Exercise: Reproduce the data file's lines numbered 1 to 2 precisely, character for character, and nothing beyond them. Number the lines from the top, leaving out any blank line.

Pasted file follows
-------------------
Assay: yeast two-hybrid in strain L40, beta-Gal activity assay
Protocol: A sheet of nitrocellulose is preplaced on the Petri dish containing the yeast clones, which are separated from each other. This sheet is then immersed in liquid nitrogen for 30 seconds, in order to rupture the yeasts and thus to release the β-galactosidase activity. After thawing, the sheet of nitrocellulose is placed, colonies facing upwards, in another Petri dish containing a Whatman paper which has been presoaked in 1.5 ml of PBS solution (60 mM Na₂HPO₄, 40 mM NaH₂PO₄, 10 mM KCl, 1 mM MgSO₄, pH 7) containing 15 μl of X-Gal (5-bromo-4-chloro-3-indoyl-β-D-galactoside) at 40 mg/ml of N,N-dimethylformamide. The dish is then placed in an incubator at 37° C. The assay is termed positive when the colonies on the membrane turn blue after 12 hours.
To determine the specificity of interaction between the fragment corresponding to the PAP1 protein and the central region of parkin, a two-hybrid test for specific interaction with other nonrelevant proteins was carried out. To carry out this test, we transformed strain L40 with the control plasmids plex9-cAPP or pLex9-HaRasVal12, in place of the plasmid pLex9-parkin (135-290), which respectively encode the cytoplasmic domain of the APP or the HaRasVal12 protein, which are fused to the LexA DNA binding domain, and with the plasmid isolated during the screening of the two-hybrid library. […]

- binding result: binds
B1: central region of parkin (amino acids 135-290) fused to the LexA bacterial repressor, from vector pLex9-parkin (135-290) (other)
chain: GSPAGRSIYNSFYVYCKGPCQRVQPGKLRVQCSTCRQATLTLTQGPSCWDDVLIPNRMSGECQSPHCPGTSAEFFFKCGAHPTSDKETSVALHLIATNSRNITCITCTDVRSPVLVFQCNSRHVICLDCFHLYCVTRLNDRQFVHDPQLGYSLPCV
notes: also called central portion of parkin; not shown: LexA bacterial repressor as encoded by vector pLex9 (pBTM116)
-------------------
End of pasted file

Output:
Assay: yeast two-hybrid in strain L40, beta-Gal activity assay
Protocol: A sheet of nitrocellulose is preplaced on the Petri dish containing the yeast clones, which are separated from each other. This sheet is then immersed in liquid nitrogen for 30 seconds, in order to rupture the yeasts and thus to release the β-galactosidase activity. After thawing, the sheet of nitrocellulose is placed, colonies facing upwards, in another Petri dish containing a Whatman paper which has been presoaked in 1.5 ml of PBS solution (60 mM Na₂HPO₄, 40 mM NaH₂PO₄, 10 mM KCl, 1 mM MgSO₄, pH 7) containing 15 μl of X-Gal (5-bromo-4-chloro-3-indoyl-β-D-galactoside) at 40 mg/ml of N,N-dimethylformamide. The dish is then placed in an incubator at 37° C. The assay is termed positive when the colonies on the membrane turn blue after 12 hours.